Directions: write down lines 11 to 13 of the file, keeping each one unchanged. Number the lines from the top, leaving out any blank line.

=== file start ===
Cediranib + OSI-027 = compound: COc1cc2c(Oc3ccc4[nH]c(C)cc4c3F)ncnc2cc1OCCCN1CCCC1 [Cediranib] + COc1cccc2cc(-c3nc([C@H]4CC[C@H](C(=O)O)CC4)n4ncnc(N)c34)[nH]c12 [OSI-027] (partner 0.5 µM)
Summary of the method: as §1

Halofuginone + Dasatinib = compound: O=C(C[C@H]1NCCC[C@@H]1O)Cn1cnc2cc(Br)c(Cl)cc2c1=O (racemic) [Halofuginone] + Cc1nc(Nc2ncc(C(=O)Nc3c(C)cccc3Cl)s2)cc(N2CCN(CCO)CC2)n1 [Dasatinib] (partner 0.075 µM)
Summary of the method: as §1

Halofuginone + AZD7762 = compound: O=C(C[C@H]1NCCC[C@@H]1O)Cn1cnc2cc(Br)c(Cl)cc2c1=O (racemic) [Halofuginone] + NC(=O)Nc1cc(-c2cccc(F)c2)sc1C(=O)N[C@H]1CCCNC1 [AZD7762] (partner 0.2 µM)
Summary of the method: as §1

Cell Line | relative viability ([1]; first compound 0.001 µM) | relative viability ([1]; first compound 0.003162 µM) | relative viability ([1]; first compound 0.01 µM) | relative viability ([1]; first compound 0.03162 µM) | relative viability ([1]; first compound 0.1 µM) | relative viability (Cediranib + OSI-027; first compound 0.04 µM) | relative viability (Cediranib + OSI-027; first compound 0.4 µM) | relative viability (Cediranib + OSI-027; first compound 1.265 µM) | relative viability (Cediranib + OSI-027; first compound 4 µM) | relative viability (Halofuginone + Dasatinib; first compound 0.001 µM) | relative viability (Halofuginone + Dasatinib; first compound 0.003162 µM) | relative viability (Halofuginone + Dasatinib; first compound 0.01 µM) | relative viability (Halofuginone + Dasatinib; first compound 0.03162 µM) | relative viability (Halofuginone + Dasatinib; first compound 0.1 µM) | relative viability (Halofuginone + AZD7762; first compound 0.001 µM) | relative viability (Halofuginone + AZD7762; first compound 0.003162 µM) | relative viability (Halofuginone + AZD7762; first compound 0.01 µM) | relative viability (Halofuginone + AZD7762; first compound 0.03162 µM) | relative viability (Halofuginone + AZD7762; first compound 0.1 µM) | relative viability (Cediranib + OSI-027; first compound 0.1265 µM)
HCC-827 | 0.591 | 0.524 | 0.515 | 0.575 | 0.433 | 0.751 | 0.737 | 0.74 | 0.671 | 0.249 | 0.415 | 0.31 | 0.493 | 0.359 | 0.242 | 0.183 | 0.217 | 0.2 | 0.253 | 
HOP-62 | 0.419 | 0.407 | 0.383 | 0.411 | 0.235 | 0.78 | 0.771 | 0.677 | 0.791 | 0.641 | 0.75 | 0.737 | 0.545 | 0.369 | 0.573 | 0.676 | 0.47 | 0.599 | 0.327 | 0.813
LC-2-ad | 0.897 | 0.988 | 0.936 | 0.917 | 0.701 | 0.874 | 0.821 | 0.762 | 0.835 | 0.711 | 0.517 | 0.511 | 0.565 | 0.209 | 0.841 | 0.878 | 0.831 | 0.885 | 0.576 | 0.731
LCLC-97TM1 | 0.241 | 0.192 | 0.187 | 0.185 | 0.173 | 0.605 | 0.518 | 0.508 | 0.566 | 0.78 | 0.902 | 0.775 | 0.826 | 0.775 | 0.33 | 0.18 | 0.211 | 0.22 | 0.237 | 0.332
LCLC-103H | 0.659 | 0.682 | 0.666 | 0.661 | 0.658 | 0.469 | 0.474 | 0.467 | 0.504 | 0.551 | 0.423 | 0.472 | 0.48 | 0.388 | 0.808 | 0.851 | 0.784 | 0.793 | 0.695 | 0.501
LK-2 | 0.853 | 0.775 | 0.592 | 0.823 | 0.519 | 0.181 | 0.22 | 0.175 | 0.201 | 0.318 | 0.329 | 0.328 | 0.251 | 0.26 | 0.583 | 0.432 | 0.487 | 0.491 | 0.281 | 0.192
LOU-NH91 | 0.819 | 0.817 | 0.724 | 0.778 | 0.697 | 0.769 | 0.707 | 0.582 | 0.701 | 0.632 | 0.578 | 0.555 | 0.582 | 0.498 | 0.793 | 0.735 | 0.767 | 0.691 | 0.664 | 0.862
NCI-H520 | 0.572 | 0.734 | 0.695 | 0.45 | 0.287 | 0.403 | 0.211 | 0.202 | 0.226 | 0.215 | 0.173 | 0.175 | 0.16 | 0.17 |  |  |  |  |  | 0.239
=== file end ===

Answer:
LCLC-97TM1 | 0.241 | 0.192 | 0.187 | 0.185 | 0.173 | 0.605 | 0.518 | 0.508 | 0.566 | 0.78 | 0.902 | 0.775 | 0.826 | 0.775 | 0.33 | 0.18 | 0.211 | 0.22 | 0.237 | 0.332
LCLC-103H | 0.659 | 0.682 | 0.666 | 0.661 | 0.658 | 0.469 | 0.474 | 0.467 | 0.504 | 0.551 | 0.423 | 0.472 | 0.48 | 0.388 | 0.808 | 0.851 | 0.784 | 0.793 | 0.695 | 0.501
LK-2 | 0.853 | 0.775 | 0.592 | 0.823 | 0.519 | 0.181 | 0.22 | 0.175 | 0.201 | 0.318 | 0.329 | 0.328 | 0.251 | 0.26 | 0.583 | 0.432 | 0.487 | 0.491 | 0.281 | 0.192